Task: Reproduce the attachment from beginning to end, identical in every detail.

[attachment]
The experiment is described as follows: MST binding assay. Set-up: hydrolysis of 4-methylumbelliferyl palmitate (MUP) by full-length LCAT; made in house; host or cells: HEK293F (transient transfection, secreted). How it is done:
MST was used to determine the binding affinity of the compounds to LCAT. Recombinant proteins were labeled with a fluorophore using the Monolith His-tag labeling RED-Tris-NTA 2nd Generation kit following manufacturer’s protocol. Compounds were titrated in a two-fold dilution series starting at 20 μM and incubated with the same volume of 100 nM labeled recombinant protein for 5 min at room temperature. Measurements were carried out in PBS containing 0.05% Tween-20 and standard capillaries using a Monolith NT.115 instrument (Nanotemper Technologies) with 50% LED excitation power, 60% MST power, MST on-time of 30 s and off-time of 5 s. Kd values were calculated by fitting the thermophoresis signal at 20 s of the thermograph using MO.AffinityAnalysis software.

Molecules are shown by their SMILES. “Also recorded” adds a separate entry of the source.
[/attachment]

The experiment is described as follows: MST binding assay. Set-up: hydrolysis of 4-methylumbelliferyl palmitate (MUP) by full-length LCAT; made in house; host or cells: HEK293F (transient transfection, secreted). How it is done:
MST was used to determine the binding affinity of the compounds to LCAT. Recombinant proteins were labeled with a fluorophore using the Monolith His-tag labeling RED-Tris-NTA 2nd Generation kit following manufacturer’s protocol. Compounds were titrated in a two-fold dilution series starting at 20 μM and incubated with the same volume of 100 nM labeled recombinant protein for 5 min at room temperature. Measurements were carried out in PBS containing 0.05% Tween-20 and standard capillaries using a Monolith NT.115 instrument (Nanotemper Technologies) with 50% LED excitation power, 60% MST power, MST on-time of 30 s and off-time of 5 s. Kd values were calculated by fitting the thermophoresis signal at 20 s of the thermograph using MO.AffinityAnalysis software.

Molecules are shown by their SMILES. “Also recorded” adds a separate entry of the source.